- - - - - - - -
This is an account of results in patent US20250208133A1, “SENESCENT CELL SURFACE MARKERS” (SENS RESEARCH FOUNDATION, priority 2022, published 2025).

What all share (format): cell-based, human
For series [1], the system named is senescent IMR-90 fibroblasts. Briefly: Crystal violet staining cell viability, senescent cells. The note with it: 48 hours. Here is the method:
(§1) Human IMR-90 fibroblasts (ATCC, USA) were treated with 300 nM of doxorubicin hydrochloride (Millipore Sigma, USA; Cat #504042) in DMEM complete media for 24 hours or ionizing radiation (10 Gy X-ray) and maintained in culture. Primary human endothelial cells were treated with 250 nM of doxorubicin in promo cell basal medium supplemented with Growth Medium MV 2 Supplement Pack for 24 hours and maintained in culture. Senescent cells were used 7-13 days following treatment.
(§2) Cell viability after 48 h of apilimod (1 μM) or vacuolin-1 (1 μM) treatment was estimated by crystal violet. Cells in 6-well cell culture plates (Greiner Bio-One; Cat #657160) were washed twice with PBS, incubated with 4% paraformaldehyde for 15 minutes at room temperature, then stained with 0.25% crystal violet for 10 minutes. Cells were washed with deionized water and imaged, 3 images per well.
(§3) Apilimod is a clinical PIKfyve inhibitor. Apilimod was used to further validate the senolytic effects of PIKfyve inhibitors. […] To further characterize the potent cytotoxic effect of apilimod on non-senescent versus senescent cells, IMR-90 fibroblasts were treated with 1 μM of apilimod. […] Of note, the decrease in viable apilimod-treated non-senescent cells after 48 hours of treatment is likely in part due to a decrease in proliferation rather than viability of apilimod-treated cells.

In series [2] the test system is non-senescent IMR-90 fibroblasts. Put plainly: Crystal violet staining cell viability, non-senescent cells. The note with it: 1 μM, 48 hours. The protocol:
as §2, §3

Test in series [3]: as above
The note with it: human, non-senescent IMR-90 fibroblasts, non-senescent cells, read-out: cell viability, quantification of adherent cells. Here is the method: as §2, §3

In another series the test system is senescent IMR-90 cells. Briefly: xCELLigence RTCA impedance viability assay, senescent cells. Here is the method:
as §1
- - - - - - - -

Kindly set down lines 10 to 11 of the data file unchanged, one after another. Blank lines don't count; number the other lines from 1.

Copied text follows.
The note with it: human, non-senescent IMR-90 fibroblasts, non-senescent cells, read-out: cell viability, quantification of adherent cells. Here is the method: as §2, §3

In another series the test system is senescent IMR-90 cells. Briefly: xCELLigence RTCA impedance viability assay, senescent cells. Here is the method: